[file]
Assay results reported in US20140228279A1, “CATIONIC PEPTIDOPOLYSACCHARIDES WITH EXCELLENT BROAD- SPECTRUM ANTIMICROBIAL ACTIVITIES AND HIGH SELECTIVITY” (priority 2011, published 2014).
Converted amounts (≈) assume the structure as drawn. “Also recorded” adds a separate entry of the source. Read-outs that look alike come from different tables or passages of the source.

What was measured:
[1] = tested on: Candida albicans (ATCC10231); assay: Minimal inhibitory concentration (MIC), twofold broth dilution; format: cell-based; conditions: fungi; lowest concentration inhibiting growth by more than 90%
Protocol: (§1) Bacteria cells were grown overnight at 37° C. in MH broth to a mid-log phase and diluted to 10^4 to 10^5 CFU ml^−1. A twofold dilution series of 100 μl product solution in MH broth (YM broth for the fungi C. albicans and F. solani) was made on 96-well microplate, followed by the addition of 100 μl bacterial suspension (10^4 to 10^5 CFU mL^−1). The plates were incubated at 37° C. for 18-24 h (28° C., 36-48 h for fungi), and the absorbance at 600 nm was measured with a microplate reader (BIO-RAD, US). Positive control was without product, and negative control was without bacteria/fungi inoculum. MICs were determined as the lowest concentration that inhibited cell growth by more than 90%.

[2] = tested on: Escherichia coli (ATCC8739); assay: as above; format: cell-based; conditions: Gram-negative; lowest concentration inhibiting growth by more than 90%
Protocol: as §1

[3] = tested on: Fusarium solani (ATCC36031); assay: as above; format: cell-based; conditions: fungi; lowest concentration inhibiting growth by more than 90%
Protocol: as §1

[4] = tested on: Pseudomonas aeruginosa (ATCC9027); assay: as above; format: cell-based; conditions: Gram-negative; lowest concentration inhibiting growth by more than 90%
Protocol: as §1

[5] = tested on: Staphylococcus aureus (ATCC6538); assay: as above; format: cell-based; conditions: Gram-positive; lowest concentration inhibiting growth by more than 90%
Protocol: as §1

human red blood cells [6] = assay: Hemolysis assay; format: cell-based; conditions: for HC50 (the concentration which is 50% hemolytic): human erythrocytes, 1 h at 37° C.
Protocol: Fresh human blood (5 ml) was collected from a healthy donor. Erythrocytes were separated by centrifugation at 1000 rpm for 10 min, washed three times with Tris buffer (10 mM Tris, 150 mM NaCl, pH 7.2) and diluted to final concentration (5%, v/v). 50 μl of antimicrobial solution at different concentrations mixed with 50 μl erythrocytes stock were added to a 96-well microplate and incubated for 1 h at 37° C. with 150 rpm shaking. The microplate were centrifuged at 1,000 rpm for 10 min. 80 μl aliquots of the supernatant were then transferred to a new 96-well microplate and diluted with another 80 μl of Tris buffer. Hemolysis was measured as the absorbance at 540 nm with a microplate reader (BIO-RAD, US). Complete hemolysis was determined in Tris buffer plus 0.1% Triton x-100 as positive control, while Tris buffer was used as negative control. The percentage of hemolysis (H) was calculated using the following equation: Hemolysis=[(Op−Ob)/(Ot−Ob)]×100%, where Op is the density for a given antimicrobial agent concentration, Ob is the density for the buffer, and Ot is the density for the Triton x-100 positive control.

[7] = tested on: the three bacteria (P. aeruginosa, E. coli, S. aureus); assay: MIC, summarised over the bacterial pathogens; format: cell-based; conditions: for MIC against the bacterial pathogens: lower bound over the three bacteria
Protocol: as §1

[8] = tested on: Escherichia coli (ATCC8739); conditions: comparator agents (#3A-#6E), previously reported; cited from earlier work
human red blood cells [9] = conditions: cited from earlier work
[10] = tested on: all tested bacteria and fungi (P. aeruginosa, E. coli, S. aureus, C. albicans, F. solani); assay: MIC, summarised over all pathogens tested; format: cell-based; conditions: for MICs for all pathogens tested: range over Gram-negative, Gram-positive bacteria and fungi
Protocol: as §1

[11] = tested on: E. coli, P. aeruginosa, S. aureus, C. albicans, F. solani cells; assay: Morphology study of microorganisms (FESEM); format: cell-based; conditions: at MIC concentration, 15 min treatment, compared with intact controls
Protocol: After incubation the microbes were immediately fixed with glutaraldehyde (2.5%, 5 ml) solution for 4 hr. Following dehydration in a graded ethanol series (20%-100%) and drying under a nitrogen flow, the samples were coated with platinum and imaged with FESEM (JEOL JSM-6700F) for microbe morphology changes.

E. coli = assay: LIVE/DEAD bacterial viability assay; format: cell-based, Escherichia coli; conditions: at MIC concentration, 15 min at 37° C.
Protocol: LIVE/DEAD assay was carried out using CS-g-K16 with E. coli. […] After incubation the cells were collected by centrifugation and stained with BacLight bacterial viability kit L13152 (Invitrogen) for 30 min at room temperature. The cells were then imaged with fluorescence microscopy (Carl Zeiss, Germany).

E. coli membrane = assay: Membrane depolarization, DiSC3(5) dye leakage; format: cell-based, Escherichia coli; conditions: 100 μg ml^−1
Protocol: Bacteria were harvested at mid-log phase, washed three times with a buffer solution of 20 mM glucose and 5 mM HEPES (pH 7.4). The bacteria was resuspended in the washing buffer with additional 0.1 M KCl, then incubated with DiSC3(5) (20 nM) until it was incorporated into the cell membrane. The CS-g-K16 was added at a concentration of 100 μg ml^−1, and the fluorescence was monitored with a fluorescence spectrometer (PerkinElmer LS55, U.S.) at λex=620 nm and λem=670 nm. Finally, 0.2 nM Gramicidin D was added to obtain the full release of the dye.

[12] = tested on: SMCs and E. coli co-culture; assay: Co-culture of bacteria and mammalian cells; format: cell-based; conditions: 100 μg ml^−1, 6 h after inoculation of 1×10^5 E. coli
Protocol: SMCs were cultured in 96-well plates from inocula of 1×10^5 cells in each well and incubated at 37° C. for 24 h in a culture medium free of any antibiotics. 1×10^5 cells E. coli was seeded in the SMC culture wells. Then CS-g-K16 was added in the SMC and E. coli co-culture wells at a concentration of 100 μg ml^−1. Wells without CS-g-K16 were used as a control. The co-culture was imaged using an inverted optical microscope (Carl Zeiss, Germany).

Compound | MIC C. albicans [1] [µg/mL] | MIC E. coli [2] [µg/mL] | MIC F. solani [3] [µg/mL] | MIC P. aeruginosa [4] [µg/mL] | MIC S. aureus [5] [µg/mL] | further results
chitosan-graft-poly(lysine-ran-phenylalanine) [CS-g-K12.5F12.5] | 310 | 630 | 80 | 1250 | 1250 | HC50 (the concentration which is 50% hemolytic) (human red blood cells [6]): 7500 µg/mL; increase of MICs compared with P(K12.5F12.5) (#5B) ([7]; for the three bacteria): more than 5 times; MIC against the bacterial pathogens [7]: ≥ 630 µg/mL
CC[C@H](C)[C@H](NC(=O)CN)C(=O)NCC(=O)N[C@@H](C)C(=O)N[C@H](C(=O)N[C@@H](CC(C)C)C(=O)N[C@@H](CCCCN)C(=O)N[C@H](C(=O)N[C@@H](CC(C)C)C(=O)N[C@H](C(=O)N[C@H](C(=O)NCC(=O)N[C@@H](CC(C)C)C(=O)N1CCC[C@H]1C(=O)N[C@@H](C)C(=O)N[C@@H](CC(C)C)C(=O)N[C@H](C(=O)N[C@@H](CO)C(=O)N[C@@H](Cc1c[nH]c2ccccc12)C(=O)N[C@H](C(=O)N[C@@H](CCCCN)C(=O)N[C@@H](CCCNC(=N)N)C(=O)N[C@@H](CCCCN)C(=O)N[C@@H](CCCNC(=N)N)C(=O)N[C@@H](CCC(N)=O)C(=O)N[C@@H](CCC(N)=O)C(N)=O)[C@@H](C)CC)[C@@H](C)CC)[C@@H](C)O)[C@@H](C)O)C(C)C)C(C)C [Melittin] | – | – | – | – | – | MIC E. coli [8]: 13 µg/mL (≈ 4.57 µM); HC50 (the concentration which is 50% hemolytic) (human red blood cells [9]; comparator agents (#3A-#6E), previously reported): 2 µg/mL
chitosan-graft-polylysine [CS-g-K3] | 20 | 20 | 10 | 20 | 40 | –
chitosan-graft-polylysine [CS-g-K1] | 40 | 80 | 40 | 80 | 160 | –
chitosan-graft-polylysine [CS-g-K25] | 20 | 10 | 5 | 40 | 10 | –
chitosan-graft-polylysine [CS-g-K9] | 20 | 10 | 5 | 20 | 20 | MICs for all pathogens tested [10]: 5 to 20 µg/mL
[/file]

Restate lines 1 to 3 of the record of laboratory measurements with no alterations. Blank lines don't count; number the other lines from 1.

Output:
Assay results reported in US20140228279A1, “CATIONIC PEPTIDOPOLYSACCHARIDES WITH EXCELLENT BROAD- SPECTRUM ANTIMICROBIAL ACTIVITIES AND HIGH SELECTIVITY” (priority 2011, published 2014).
Converted amounts (≈) assume the structure as drawn. “Also recorded” adds a separate entry of the source. Read-outs that look alike come from different tables or passages of the source.

What was measured: